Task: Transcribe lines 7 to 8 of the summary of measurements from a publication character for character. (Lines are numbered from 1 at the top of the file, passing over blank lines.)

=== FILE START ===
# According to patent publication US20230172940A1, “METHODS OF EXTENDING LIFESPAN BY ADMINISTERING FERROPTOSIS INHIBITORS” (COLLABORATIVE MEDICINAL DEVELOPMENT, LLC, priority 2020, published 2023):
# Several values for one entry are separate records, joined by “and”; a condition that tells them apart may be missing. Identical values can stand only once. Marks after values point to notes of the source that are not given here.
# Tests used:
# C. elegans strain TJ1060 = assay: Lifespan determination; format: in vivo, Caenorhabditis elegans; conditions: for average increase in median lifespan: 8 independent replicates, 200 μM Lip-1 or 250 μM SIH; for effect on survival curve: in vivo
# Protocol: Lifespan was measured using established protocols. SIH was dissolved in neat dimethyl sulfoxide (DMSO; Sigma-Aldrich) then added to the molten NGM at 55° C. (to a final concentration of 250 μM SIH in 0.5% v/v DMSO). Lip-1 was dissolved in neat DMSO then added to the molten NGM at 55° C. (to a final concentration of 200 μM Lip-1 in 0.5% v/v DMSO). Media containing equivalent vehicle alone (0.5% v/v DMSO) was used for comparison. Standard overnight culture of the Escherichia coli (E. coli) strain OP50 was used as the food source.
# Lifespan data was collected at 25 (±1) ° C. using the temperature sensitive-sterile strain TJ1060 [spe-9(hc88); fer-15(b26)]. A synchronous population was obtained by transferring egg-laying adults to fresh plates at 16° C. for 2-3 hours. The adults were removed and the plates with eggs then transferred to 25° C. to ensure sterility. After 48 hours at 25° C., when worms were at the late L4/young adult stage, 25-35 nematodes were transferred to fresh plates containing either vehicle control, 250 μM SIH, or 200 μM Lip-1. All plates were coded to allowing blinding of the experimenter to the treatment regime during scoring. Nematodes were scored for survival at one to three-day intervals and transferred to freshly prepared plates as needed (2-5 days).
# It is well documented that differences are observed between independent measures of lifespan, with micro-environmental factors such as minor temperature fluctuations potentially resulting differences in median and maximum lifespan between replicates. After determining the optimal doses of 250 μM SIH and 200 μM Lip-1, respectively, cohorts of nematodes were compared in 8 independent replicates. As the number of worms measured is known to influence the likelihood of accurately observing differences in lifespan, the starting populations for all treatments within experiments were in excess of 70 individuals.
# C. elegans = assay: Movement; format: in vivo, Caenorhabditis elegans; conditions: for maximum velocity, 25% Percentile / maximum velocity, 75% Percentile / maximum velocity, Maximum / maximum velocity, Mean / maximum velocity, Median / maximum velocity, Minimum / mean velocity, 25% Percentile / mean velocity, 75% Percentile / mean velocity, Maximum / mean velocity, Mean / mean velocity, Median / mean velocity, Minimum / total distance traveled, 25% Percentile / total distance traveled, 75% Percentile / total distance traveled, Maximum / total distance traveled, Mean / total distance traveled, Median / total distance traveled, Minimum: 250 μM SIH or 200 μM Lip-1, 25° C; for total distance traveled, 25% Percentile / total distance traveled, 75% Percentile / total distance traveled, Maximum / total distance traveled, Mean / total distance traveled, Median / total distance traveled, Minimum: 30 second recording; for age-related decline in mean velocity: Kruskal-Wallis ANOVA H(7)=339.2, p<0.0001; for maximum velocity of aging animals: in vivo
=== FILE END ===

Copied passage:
# It is well documented that differences are observed between independent measures of lifespan, with micro-environmental factors such as minor temperature fluctuations potentially resulting differences in median and maximum lifespan between replicates. After determining the optimal doses of 250 μM SIH and 200 μM Lip-1, respectively, cohorts of nematodes were compared in 8 independent replicates. As the number of worms measured is known to influence the likelihood of accurately observing differences in lifespan, the starting populations for all treatments within experiments were in excess of 70 individuals.
# C. elegans = assay: Movement; format: in vivo, Caenorhabditis elegans; conditions: for maximum velocity, 25% Percentile / maximum velocity, 75% Percentile / maximum velocity, Maximum / maximum velocity, Mean / maximum velocity, Median / maximum velocity, Minimum / mean velocity, 25% Percentile / mean velocity, 75% Percentile / mean velocity, Maximum / mean velocity, Mean / mean velocity, Median / mean velocity, Minimum / total distance traveled, 25% Percentile / total distance traveled, 75% Percentile / total distance traveled, Maximum / total distance traveled, Mean / total distance traveled, Median / total distance traveled, Minimum: 250 μM SIH or 200 μM Lip-1, 25° C; for total distance traveled, 25% Percentile / total distance traveled, 75% Percentile / total distance traveled, Maximum / total distance traveled, Mean / total distance traveled, Median / total distance traveled, Minimum: 30 second recording; for age-related decline in mean velocity: Kruskal-Wallis ANOVA H(7)=339.2, p<0.0001; for maximum velocity of aging animals: in vivo